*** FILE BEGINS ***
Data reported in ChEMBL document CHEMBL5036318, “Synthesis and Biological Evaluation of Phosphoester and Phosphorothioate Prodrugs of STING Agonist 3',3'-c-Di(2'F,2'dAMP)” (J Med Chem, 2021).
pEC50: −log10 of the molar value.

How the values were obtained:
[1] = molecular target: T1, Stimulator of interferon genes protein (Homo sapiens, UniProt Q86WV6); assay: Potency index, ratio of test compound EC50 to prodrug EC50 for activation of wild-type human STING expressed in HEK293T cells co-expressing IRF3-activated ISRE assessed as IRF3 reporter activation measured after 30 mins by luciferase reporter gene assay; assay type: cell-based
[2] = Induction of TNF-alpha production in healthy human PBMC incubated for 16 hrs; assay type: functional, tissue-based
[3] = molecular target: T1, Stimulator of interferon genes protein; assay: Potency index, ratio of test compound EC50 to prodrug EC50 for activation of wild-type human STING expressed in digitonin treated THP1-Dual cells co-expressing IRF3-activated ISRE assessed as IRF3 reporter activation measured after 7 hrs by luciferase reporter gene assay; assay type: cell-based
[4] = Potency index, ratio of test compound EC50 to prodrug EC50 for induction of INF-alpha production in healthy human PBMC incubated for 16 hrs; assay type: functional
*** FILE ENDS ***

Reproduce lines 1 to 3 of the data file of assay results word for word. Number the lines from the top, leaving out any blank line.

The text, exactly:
Data reported in ChEMBL document CHEMBL5036318, “Synthesis and Biological Evaluation of Phosphoester and Phosphorothioate Prodrugs of STING Agonist 3',3'-c-Di(2'F,2'dAMP)” (J Med Chem, 2021).
pEC50: −log10 of the molar value.

How the values were obtained: